Boric climbs in Trudeau’s wake | International | The USA Print

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Gabriel Boric made an official visit to Canada this Monday before traveling to Los Angeles to participate in the IX Summit of the Americas. The President of Chile met in Ottawa with Justin Trudeau, Canadian Prime Minister, among other activities. The Chilean president’s agenda is focused on the climate crisis, indigenous peoples, gender equality and human rights. Boric and Trudeau coincide in numerous visions and concerns, and despite the fact that their trajectories are far from similar, both have sought to move away from a stuffy style in the political sphere and to open channels of dialogue.

Justin Trudeau has said, in reference to Boric: “It is very exciting to see the emergence on the continent of a progressive voice with an exciting agenda”. The President of Chile, who has underlined the “shared values” between both governments, has answered for his part: “The world is changing even faster than we thought and the world needs countries like Canada and Chile”.

During this visit, it was announced that Canada will co-sponsor the Declaration of the Americas for the Protection of the Ocean, an initiative created by Chile to promote joint protection work for the Pacific. Both countries have published a joint document to point out that the pricing of polluting emissions is one of the most effective ways to reduce emissions and create jobs.

The leaders have also signed a memorandum of understanding on gender equality and women’s empowerment. The objective is to establish a framework that favors progress on these issues. Boric and Trudeau have also addressed the relationship with indigenous peoples. Boric has pointed out that it is a common issue for Chileans and Canadians, and where “recognition and a new treatment is required” towards these groups. Likewise, he has called for an absolute defense of human rights, “where these cannot be allowed to be called into question according to the color of the Government that violates them.” Boris has also had a meeting with businessmen and Chileans living in Canada, in addition to a meeting with high school students, in which Trudeau has been present.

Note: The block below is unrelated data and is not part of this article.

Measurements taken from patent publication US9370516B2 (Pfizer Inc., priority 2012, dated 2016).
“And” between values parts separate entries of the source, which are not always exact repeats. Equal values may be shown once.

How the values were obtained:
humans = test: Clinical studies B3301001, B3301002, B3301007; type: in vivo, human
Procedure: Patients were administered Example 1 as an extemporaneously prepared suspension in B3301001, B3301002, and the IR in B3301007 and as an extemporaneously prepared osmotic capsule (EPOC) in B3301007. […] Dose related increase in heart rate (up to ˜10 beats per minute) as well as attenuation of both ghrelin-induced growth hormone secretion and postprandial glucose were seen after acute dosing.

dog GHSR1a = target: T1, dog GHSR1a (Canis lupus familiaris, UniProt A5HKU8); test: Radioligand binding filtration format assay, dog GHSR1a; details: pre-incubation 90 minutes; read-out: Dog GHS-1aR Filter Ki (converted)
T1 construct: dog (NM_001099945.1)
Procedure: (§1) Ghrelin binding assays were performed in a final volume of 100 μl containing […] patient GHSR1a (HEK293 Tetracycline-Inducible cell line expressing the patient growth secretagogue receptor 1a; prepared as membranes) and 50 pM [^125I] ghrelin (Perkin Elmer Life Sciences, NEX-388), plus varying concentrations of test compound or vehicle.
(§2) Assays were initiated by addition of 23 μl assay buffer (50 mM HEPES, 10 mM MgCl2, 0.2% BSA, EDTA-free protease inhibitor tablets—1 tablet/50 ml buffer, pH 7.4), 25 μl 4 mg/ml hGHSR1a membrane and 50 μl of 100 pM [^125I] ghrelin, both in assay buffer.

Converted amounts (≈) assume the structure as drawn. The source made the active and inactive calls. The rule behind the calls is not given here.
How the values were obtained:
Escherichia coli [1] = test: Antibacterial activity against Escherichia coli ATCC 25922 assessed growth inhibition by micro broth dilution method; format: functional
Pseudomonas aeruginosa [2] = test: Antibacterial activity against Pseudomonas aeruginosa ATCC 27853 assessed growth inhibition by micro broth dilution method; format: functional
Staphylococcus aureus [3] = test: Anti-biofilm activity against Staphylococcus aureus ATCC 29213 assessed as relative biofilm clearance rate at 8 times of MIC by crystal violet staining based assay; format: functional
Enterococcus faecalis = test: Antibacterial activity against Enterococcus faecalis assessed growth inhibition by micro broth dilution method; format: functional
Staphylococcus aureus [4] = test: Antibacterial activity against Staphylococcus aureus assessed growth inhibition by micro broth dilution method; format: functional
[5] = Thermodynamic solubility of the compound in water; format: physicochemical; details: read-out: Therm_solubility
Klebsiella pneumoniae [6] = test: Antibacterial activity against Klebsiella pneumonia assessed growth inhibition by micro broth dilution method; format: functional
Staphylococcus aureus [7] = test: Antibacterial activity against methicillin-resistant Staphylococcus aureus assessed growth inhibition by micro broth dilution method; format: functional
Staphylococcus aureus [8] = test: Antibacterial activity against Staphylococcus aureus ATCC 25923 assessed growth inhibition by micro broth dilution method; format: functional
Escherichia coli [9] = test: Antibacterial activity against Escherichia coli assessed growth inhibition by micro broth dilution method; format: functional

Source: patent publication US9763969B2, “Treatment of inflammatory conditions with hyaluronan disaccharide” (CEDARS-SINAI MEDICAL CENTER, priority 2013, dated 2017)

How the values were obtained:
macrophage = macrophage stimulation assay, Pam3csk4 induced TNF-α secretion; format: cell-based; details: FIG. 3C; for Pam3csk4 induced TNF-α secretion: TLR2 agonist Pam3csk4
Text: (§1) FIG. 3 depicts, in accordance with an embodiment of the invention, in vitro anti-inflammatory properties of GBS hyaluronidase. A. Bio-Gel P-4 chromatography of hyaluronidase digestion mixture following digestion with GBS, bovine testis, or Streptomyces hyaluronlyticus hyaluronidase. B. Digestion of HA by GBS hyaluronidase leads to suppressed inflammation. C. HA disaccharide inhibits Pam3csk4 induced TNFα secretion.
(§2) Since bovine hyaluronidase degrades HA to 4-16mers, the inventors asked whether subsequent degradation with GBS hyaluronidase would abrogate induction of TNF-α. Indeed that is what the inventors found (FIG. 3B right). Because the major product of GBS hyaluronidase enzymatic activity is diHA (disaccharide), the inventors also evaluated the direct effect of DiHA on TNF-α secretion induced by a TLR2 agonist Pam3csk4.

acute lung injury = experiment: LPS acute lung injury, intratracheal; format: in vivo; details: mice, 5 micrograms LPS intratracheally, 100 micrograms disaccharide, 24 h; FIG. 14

Gabriel Boric and Justin Trudeau share a long list of causes, they also have in common experience as legislators, a commitment to building bridges and a willingness to connect with citizens with a fresh style. However, Boric cut his teeth in university assemblies and his victory represented a watershed in Chile’s partisan tradition, while Trudeau began to venture into politics with a zigzagging resume under his arm and a surname on his back that embodies the ideals like no other. of the Liberal Party of Canada—his father led the country from 1968 to 1984 (with a brief interruption in 1979). The Liberals have alternated the helm of the Canadian government with the Conservative Party, but had nearly a decade of meager results before Justin Trudeau took the reins of the group.

Gabriel Boric was sworn in as president last March, at the age of 36. Justin Trudeau became Prime Minister in 2015, at the age of 43. Although after almost seven years in power, the image of the Canadian leader has been eroded by several scandals, broken promises and contradictory decisions.

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Boric’s visit to the North American country – which has lasted 14 hours – is the first by a Chilean president since 2013, when Sebastián Piñera held official meetings with Stephen Harper. Chile and Canada have had diplomatic relations since 1941. Following Augusto Pinochet’s military coup, Ottawa sheltered some 7,000 Chileans. Both countries have a free trade agreement for 25 years. In 2021, Canada exported more than US$950 million worth of goods to Chile; Chilean imports were around 1,400 million.

Trudeau has declined to respond at a press conference in Ottawa regarding the possible impact among Canadian investors of the mining reforms planned in Chile (it is the second country with the largest presence on Chilean soil in this sector, only behind the United States), although it has indicated that democracies and their leaders must seek to update themselves based on changes in the world, both for moral and practical reasons.

Boric and Trudeau will participate in the IX Summit of the Americas in Los Angeles (California). The Chilean president has described in Ottawa as an “error” the decision of the US Government to exclude Venezuela, Nicaragua and Cuba from this meeting. The premiere The Canadian has not commented on the US veto, but has indicated that his country hopes to participate fully in the summit.

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